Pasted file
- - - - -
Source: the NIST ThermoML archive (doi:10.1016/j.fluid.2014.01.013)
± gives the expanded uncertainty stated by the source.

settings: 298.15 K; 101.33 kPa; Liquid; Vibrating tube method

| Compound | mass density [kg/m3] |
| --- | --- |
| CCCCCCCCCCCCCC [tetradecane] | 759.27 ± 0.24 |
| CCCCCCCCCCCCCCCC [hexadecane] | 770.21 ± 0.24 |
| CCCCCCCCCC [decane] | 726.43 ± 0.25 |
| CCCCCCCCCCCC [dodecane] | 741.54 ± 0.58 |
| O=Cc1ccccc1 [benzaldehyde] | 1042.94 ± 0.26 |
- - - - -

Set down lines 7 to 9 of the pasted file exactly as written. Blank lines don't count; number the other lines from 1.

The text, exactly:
| CCCCCCCCCCCCCCCC [hexadecane] | 770.21 ± 0.24 |
| CCCCCCCCCC [decane] | 726.43 ± 0.25 |
| CCCCCCCCCCCC [dodecane] | 741.54 ± 0.58 |